Gynecologic cancer is cancer originating in the female reproductive organs. It includes cancer of the cervix, fallopian tubes, ovaries, uterus, vagina and vulva. Approximately half of the 80,000 new cases diagnosed in the United States each year are uterine cancer. The risk of getting cancer increases with age, and inherited gene mutations or a family history of cancer may increase the risk. Knowledge is Power: Visit Clinical Cancer Genetics to learn more.
At Ohio State's Comprehensive Cancer Center – James Cancer Hospital and Solove Research Institute, our treatment team is dedicated to providing the best gynecologic cancer research and treatment. With research and treatment areas under one roof, our physicians and researchers are better able to facilitate the translation of research advances to patient care. Recent research advancements include:
- Being among the first nationwide to be certified to perform minimally invasive robotic surgery on patients with gynecologic cancer. Jeffrey Fowler, MD, and David E. Cohn, MD, are routinely using robotic instrumention to perform hysterectomies and lymph node dissections for treating uterine cancer. Dr. Fowler is also performing radical hysterectomies and lymph node dissections for patients with cervical cancer. Robotics has been used in heart and prostate surgeries for years, but now the federal Food and Drug Administration has approved the minimally invasive technique for treatment of certain gynecological disorders.
- A new NCI-supported clinical trial conducted at the OSUCCC – James and other centers indicates that women with advanced ovarian cancer can benefit from treatment with two chemotherapy drugs, each delivered in a different way, following surgery. The treatment delivers one drug into a vein and the other drug directly into the abdomen. The treatment can potentially extend the overall survival of women with advanced ovarian cancer by about a year. This trial reinforces findings from seven previous studies.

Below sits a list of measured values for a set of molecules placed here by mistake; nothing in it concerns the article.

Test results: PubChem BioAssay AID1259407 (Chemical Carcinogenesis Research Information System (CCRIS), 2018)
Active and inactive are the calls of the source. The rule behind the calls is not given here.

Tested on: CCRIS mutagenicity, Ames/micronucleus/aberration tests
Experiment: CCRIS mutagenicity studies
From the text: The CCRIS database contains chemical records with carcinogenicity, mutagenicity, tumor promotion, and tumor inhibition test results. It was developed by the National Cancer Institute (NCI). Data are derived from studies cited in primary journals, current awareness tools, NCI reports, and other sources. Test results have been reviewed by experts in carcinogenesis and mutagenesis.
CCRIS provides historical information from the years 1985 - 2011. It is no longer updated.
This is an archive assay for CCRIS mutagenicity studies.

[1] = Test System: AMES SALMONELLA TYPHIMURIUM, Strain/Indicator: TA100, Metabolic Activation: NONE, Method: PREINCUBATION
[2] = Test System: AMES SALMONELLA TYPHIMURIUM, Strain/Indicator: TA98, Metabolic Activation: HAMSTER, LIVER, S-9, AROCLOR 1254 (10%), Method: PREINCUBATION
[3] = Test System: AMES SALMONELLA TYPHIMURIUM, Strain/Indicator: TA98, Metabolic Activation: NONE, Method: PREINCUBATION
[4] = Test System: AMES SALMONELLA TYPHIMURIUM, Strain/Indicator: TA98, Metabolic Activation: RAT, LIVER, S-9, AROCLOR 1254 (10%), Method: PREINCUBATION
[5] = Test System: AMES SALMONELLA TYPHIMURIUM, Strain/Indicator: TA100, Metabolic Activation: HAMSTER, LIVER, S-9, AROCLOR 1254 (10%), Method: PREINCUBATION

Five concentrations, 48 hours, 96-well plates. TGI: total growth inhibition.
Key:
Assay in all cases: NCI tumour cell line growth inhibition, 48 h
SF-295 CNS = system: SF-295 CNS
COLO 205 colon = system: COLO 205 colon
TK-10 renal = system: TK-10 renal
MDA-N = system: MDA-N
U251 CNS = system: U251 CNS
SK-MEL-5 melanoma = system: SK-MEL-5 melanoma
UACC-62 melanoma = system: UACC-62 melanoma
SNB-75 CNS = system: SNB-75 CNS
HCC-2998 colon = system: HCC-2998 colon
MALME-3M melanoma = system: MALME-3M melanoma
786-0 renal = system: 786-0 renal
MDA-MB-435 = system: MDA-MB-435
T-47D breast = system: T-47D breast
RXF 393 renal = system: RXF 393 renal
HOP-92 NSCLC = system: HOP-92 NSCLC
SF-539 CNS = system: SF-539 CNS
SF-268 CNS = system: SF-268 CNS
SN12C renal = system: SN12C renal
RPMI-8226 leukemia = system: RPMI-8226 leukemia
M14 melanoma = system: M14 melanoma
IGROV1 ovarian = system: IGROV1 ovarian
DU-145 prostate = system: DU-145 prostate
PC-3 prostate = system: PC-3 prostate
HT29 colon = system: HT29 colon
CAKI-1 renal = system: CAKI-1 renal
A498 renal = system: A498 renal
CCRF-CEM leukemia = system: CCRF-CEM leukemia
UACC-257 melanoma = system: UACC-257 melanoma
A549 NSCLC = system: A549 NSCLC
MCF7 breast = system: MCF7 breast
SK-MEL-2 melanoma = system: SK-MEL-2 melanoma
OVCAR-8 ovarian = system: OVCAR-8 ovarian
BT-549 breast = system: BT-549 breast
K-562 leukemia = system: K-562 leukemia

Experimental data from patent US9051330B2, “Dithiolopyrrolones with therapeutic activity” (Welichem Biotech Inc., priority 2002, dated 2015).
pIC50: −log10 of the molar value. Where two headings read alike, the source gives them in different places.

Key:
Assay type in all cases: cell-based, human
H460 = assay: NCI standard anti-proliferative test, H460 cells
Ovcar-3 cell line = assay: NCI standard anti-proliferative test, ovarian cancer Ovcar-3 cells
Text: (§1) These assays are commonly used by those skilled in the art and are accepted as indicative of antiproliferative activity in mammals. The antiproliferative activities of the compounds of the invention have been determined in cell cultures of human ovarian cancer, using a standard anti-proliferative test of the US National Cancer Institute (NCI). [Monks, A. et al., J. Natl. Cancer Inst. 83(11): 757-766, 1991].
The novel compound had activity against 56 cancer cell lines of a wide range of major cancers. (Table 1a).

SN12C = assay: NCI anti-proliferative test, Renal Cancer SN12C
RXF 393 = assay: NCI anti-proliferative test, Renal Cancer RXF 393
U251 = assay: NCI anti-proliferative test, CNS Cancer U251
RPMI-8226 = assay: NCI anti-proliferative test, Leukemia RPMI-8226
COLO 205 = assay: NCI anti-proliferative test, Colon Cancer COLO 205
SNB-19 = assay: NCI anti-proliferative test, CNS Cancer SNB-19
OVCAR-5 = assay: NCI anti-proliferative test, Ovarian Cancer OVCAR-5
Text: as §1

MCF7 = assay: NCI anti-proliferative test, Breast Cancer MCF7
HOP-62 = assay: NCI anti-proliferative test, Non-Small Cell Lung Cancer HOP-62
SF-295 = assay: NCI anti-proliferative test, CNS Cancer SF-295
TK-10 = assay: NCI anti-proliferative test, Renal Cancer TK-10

- A study by physicians at the OSUCCC – James and other institutions affiliated with the Gynecology Oncology Group to change the way paclitaxel is administered, making it easier to take and tolerate, but tougher on tumors. Paclitaxel is the drug most commonly used to treat ovarian cancer. Larry J. Copeland, MD, is overseeing the study at The James.
- A vaccine designed to target ovarian cancer blood vessel growth (angiogenesis) has been designed and is currently being tested for its ability to decrease ovarian cancer growth in the laboratory by David E. Cohn, MD. This potential vaccine against ovarian cancer could be applied to patients in phase I clinical trials following further preclinical study.
- A five-year, $7.5 million grant from the National Cancer Institute to OSUCCC investigators to address cancer issues among underserved populations. It has been used to form a Center for Population Health and Health Disparities initially focusing on understanding why high rates of cervical cancer incidence and mortality are observed in Appalachian Ohio, a predominantly rural area in the southern and eastern parts of the state. David E. Cohn, MD, is the co-investigator from the Division of GYN Oncology for this study at The James.
- A study suggesting that women with endometrial (uterine ) cancer should be screened for mutations for Lynch syndrome, an inherited condition that carries a high risk for colon, uterine, ovarian and gastric cancers.
This section of the Web site will give you access to:
If you have questions about gynecologic cancer, please call The James Line – a free cancer information resource and physician referral service – at 614-293-5066 or 1-800-293-5066 (outside Franklin County) or e-mail now. The James Line oncology nurses can
be reached Monday-Friday 8:00 a.m.-5:00 p.m. (except weekends and